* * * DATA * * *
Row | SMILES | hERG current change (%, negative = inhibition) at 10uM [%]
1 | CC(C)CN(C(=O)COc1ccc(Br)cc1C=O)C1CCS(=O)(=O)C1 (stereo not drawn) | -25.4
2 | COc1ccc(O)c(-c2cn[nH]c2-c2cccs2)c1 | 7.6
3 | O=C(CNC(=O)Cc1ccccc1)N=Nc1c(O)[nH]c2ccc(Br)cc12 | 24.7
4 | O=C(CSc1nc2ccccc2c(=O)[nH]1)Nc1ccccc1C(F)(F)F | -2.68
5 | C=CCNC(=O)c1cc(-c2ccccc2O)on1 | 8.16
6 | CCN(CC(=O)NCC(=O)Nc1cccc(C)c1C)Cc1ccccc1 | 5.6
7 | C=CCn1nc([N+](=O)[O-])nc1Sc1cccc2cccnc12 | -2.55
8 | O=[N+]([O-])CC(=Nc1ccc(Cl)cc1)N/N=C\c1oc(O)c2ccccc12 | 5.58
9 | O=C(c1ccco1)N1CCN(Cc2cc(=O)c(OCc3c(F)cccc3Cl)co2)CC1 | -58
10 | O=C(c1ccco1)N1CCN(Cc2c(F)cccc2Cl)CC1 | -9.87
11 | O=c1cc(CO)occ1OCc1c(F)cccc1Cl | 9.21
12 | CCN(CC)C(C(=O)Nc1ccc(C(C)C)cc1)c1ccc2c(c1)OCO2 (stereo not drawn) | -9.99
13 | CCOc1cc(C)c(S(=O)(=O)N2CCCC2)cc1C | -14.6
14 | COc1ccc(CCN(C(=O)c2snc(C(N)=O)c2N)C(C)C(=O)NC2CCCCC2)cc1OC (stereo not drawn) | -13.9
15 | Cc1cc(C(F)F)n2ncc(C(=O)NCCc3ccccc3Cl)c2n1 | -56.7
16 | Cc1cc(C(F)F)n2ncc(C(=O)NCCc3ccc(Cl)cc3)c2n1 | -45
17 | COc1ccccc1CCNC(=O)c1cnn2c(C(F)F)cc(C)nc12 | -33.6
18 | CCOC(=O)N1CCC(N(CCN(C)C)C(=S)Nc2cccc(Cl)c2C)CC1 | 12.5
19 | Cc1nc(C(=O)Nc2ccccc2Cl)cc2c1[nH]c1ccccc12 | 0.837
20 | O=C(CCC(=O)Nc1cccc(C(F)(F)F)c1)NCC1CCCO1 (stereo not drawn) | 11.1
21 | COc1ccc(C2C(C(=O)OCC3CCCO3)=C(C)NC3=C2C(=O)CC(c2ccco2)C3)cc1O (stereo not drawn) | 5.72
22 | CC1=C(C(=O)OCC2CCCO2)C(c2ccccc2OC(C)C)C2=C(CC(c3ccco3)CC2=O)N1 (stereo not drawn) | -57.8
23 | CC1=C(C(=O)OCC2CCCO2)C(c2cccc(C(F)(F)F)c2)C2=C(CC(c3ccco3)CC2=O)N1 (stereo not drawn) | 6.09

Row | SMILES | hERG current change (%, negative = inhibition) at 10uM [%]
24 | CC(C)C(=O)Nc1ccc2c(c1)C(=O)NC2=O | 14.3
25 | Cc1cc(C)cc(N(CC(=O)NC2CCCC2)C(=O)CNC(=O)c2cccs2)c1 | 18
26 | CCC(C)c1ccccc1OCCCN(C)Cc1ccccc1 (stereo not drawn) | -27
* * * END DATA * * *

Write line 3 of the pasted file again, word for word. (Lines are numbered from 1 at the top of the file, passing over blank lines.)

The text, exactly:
2 | COc1ccc(O)c(-c2cn[nH]c2-c2cccs2)c1 | 7.6